Smoking ban ‘not binding on the crown’
Posted: 2nd January 2018
It has long been established that the Crown – as the ultimate source of all law – is only bound by statutes where that is expressly stated, or necessarily implied.
The Supreme Court explored that rule in deciding that the ban on smoking in public places does not apply to the Ministry of Justice (MoJ).
The case concerned a life sentence prisoner who suffered from health problems made worse by tobacco smoke. He complained that the smoking ban was not being properly enforced in the common parts of the prison where he was held. He mounted a judicial review challenge after the Secretary of State for Justice refused to give him confidential and anonymous access to an NHS helpline by which he could report breaches of the smoking ban to the relevant local authority.
His claim succeeded before the High Court, but that result was later reversed by the Court of Appeal on the basis that the MoJ, as an emanation of the Crown, was not bound by the ban on smoking in public places and workplaces contained within the Health Act 2006.
In dismissing the prisoner’s challenge to that decision, the Supreme Court ruled that, in the absence of express words, it was impossible to find that Parliament had intended the Act to be binding on the Crown.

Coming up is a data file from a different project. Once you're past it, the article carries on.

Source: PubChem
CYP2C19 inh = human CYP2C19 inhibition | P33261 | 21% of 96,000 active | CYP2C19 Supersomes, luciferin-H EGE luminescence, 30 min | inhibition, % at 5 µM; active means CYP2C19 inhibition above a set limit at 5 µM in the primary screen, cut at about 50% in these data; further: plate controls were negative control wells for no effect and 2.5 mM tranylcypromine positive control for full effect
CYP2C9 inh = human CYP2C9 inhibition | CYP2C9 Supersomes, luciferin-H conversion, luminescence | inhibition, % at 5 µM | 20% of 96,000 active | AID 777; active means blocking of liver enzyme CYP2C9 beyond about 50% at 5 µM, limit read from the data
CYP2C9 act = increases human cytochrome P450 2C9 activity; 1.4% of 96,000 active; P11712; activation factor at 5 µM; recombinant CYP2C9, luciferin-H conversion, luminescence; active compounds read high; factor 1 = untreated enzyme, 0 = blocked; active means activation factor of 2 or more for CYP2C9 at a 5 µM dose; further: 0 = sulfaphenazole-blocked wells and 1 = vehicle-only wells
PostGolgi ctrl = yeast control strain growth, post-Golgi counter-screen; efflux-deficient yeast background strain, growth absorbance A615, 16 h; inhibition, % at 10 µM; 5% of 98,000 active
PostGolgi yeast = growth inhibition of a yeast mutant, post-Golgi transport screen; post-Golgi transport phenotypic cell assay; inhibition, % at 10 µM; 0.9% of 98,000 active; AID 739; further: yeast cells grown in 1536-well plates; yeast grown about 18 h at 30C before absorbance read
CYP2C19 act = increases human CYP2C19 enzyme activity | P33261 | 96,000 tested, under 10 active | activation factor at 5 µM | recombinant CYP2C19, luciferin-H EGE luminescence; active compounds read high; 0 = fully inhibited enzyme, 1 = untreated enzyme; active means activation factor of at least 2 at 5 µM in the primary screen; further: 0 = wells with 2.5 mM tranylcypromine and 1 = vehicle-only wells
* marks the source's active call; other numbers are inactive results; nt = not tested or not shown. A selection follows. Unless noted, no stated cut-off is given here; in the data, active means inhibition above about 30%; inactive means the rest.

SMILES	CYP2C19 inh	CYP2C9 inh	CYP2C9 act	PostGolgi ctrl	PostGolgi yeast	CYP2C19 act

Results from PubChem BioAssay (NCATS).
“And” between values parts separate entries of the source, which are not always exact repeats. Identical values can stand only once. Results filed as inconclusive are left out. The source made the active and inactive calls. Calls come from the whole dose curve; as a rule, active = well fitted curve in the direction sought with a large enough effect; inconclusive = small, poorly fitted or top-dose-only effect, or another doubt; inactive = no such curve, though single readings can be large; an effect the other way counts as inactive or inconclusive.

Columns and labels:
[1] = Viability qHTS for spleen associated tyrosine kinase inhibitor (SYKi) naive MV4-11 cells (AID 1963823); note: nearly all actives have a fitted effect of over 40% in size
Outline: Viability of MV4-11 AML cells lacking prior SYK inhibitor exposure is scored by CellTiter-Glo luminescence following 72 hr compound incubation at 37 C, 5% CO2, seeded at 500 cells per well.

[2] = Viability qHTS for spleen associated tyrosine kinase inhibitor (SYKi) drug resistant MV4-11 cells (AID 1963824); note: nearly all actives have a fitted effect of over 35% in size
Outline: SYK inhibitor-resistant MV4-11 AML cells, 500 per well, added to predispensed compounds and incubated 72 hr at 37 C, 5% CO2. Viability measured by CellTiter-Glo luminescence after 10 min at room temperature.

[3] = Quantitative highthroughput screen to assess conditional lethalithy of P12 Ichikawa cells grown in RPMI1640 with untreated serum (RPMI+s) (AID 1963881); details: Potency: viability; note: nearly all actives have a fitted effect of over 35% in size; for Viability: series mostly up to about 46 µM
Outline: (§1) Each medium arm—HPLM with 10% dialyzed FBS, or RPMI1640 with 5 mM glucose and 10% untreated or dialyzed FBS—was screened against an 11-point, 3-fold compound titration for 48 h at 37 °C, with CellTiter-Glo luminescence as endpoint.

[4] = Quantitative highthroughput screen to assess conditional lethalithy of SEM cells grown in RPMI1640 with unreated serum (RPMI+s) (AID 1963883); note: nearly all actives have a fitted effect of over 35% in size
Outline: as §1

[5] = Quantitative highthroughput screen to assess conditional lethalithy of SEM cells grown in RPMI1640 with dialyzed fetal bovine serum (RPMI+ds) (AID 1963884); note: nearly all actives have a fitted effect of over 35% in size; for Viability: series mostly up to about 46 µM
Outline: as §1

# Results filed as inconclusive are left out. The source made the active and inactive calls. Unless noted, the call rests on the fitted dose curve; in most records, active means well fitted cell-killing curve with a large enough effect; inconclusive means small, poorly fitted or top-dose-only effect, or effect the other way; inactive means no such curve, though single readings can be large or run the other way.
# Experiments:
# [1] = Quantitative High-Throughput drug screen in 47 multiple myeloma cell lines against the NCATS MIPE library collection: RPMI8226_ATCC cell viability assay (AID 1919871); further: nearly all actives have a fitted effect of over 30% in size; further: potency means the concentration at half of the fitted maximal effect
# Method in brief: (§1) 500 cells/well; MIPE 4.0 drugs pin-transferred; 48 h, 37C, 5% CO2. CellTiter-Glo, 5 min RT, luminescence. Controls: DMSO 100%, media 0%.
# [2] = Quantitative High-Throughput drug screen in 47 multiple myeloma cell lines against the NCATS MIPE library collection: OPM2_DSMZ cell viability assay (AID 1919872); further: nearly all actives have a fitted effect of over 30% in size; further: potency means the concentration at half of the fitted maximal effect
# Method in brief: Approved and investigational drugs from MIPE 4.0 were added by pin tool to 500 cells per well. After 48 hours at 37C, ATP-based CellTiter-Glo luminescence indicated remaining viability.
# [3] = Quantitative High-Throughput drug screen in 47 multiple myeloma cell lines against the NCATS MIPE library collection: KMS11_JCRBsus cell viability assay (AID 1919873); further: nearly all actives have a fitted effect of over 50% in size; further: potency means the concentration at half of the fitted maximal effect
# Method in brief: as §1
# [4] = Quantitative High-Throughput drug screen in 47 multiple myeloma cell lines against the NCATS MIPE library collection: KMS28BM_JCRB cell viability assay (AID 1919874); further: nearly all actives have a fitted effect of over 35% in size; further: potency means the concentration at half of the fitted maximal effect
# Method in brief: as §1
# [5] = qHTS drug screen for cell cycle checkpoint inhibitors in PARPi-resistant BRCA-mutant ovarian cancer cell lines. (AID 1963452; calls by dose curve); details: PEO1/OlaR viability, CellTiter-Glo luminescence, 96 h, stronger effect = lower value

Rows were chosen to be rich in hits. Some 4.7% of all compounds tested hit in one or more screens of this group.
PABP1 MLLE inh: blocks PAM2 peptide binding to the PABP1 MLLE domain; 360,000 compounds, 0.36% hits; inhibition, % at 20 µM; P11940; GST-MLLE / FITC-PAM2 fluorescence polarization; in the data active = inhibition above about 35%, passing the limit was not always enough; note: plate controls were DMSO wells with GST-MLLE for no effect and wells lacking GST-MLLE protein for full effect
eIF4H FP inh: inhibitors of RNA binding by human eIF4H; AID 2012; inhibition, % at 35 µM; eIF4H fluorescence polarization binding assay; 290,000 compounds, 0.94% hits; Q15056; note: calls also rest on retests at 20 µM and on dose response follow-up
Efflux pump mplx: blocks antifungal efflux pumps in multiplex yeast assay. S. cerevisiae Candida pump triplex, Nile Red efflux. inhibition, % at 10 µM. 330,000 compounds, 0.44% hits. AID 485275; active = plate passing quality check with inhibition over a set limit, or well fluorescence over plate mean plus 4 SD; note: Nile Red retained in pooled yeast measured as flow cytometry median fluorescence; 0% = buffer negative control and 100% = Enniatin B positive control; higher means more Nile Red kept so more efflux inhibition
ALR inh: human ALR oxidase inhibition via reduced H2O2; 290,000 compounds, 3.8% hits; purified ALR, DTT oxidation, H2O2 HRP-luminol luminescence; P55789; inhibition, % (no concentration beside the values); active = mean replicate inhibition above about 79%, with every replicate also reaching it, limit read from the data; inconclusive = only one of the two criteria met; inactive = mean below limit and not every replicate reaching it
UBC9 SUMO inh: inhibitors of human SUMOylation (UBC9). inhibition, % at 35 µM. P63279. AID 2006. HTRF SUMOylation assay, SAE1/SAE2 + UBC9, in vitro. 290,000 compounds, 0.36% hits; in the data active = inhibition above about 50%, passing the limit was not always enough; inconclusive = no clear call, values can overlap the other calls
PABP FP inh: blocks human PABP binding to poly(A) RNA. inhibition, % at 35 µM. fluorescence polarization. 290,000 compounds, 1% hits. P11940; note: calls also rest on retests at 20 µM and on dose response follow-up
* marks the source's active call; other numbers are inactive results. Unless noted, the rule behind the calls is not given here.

The test to be applied when interpreting the Act was whether, in the light of the words used, their context and the purpose of the legislation, such an intention was necessarily implied.
The Court noted that there were powerful indicators in the wording of the Act that Parliament had no such intention. The Act, in common with other similar statutes, could easily have stated in terms that the smoking ban was binding on the Crown. The Court noted that it dismissed the appeal with considerable reluctance and that the time might be ripe for Parliament, perhaps with the assistance of the Law Commission, to give careful consideration to the abolition of the rule.